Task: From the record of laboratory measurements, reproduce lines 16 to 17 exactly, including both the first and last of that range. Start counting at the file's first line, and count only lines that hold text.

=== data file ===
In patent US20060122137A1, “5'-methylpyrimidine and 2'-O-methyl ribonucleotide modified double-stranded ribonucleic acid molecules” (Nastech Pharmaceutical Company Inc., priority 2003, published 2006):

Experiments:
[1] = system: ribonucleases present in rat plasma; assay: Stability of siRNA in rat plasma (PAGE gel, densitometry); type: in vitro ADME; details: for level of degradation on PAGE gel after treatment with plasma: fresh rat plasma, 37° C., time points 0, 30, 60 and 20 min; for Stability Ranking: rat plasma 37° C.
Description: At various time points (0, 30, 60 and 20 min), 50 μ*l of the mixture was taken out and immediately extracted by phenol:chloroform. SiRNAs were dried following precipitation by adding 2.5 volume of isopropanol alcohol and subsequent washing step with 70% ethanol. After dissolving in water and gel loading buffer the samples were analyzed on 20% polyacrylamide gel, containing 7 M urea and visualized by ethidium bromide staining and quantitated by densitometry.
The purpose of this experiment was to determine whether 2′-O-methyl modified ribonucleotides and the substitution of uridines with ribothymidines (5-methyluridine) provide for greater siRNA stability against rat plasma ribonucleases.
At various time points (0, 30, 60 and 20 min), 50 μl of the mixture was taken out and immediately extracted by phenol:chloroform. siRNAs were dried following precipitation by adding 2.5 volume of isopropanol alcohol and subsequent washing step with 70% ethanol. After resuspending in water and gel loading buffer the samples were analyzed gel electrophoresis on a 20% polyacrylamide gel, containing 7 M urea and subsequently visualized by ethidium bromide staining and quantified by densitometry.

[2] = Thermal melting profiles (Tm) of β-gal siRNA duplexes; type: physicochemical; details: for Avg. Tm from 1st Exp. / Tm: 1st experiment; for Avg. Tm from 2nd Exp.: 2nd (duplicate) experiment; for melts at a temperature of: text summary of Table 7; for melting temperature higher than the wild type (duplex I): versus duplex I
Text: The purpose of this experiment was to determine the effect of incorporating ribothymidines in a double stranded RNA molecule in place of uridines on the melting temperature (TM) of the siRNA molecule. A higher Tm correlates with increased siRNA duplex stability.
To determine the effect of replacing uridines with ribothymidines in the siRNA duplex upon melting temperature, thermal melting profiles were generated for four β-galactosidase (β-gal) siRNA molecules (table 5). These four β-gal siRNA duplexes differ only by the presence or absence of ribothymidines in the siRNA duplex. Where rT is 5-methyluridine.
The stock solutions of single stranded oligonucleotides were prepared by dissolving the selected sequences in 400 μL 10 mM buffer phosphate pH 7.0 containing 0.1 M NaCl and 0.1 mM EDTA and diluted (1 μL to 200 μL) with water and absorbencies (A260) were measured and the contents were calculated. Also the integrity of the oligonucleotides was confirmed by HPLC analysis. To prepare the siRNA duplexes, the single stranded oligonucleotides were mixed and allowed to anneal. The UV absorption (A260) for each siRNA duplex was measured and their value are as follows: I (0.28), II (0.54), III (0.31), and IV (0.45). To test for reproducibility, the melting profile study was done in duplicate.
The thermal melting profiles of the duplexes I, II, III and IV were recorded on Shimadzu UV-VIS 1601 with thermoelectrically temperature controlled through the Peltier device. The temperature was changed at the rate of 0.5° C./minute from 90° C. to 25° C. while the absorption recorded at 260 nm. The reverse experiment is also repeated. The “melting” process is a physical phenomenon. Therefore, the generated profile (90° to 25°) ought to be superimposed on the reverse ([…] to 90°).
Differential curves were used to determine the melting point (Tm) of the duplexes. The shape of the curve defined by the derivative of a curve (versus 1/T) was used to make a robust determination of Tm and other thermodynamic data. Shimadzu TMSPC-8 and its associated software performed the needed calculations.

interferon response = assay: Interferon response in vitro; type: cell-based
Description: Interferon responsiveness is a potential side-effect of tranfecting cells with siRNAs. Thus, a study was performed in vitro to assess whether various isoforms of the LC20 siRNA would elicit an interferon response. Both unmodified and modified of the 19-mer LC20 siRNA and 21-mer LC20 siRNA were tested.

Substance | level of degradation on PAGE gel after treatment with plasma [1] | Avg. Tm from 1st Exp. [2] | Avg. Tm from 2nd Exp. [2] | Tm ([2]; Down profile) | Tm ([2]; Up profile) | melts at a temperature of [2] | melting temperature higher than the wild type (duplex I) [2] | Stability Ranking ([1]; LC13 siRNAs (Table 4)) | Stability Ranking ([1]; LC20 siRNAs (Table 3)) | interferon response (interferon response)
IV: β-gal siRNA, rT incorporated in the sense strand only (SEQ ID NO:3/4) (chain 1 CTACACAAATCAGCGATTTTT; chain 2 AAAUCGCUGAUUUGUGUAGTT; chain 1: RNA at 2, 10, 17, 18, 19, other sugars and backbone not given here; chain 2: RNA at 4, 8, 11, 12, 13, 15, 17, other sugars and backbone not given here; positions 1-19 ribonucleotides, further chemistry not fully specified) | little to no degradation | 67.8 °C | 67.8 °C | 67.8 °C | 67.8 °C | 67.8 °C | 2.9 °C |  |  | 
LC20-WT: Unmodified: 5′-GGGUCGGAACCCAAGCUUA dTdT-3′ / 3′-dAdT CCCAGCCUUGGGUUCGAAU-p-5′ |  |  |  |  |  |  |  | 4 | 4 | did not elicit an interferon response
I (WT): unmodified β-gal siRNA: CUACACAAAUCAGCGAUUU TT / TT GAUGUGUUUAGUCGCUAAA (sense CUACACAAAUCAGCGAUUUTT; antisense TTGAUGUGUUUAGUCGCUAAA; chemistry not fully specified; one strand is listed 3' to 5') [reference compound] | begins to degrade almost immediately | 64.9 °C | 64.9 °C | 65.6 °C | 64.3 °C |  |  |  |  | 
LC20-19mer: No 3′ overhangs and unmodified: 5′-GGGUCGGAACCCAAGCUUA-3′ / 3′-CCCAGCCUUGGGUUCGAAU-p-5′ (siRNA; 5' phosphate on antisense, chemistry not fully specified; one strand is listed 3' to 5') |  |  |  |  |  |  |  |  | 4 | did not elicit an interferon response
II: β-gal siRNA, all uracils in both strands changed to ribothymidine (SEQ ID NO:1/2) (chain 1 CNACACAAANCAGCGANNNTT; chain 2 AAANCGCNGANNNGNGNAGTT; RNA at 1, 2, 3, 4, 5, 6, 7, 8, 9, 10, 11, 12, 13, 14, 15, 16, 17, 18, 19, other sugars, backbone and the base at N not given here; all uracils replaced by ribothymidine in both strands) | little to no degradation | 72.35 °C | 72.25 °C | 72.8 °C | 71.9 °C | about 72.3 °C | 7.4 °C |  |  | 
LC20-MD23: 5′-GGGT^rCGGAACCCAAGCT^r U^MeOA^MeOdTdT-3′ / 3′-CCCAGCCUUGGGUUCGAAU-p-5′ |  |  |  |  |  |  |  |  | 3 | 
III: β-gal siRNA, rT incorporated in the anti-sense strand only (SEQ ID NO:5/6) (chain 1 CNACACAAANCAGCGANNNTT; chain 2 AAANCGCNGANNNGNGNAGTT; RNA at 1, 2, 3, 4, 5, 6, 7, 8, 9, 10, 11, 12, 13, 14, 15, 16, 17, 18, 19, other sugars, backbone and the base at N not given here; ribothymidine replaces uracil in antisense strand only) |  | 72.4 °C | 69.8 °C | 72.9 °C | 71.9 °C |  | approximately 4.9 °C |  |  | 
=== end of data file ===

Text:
IV: β-gal siRNA, rT incorporated in the sense strand only (SEQ ID NO:3/4) (chain 1 CTACACAAATCAGCGATTTTT; chain 2 AAAUCGCUGAUUUGUGUAGTT; chain 1: RNA at 2, 10, 17, 18, 19, other sugars and backbone not given here; chain 2: RNA at 4, 8, 11, 12, 13, 15, 17, other sugars and backbone not given here; positions 1-19 ribonucleotides, further chemistry not fully specified) | little to no degradation | 67.8 °C | 67.8 °C | 67.8 °C | 67.8 °C | 67.8 °C | 2.9 °C |  |  | 
LC20-WT: Unmodified: 5′-GGGUCGGAACCCAAGCUUA dTdT-3′ / 3′-dAdT CCCAGCCUUGGGUUCGAAU-p-5′ |  |  |  |  |  |  |  | 4 | 4 | did not elicit an interferon response